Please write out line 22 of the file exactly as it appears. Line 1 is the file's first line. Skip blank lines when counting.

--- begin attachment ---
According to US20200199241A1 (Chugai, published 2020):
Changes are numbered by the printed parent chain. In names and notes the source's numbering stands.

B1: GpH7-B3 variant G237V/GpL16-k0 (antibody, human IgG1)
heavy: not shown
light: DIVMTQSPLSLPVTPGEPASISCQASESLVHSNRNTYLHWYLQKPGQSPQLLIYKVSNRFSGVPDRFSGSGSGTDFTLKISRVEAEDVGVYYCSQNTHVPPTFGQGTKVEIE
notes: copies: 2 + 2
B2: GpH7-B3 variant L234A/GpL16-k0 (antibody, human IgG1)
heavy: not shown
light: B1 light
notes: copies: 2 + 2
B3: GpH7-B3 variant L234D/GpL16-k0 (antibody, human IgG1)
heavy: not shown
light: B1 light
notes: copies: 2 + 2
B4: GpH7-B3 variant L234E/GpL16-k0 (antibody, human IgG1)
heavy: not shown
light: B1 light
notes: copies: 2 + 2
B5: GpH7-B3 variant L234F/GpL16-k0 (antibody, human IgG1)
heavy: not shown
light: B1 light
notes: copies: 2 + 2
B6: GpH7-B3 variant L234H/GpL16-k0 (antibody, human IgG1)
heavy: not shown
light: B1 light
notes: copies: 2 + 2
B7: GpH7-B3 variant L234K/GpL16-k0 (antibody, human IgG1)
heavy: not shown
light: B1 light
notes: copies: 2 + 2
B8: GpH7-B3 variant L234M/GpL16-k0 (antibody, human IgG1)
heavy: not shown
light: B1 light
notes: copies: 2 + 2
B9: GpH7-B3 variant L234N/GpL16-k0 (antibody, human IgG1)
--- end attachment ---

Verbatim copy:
notes: copies: 2 + 2